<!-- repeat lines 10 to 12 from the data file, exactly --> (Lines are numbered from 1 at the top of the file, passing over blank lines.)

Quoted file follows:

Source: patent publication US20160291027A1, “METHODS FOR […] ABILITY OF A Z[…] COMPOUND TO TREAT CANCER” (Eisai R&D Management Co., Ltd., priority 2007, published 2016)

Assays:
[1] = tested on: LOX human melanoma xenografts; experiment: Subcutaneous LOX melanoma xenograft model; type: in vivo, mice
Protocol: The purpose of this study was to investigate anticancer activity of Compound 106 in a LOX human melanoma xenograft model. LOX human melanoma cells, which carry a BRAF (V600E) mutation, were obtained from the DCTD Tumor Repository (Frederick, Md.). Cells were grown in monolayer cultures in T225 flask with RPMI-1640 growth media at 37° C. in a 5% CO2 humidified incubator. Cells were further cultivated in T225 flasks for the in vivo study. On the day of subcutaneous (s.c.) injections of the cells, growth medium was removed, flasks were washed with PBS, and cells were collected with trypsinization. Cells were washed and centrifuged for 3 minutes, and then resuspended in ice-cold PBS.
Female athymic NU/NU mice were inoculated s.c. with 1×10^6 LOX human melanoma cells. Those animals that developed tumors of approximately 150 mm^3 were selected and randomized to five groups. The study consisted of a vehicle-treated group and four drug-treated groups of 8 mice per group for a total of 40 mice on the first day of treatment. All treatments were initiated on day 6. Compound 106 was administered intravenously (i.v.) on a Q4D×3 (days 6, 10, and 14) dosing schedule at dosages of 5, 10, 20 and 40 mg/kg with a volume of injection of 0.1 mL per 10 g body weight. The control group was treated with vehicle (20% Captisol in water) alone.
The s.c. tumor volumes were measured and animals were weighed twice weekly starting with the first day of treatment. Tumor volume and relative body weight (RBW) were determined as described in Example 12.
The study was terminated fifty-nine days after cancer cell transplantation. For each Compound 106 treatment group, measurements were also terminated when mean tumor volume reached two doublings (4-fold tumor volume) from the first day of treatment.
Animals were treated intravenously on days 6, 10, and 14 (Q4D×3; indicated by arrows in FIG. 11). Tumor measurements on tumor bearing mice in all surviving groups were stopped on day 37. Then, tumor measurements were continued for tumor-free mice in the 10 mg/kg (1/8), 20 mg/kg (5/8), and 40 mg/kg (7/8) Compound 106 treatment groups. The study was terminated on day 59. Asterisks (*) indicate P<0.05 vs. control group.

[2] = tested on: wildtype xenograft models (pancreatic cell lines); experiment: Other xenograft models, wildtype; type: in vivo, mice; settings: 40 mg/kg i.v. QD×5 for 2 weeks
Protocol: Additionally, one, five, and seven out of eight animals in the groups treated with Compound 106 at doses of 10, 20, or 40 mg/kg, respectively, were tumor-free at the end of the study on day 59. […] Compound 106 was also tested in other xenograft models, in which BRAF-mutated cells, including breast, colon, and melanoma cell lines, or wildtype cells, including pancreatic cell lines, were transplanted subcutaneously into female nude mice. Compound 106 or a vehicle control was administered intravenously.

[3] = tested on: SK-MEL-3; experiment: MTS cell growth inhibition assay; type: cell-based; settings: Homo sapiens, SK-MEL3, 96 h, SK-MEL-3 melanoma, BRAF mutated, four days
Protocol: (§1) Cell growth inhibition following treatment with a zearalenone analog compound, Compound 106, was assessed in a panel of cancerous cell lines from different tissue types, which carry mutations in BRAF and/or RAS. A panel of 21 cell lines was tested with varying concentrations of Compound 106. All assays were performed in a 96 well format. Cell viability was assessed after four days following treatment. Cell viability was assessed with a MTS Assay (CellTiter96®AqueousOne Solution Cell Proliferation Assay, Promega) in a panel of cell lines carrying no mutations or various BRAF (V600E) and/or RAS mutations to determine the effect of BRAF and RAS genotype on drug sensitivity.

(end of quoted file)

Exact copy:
Protocol: Additionally, one, five, and seven out of eight animals in the groups treated with Compound 106 at doses of 10, 20, or 40 mg/kg, respectively, were tumor-free at the end of the study on day 59. […] Compound 106 was also tested in other xenograft models, in which BRAF-mutated cells, including breast, colon, and melanoma cell lines, or wildtype cells, including pancreatic cell lines, were transplanted subcutaneously into female nude mice. Compound 106 or a vehicle control was administered intravenously.

[3] = tested on: SK-MEL-3; experiment: MTS cell growth inhibition assay; type: cell-based; settings: Homo sapiens, SK-MEL3, 96 h, SK-MEL-3 melanoma, BRAF mutated, four days
Protocol: (§1) Cell growth inhibition following treatment with a zearalenone analog compound, Compound 106, was assessed in a panel of cancerous cell lines from different tissue types, which carry mutations in BRAF and/or RAS. A panel of 21 cell lines was tested with varying concentrations of Compound 106. All assays were performed in a 96 well format. Cell viability was assessed after four days following treatment. Cell viability was assessed with a MTS Assay (CellTiter96®AqueousOne Solution Cell Proliferation Assay, Promega) in a panel of cell lines carrying no mutations or various BRAF (V600E) and/or RAS mutations to determine the effect of BRAF and RAS genotype on drug sensitivity.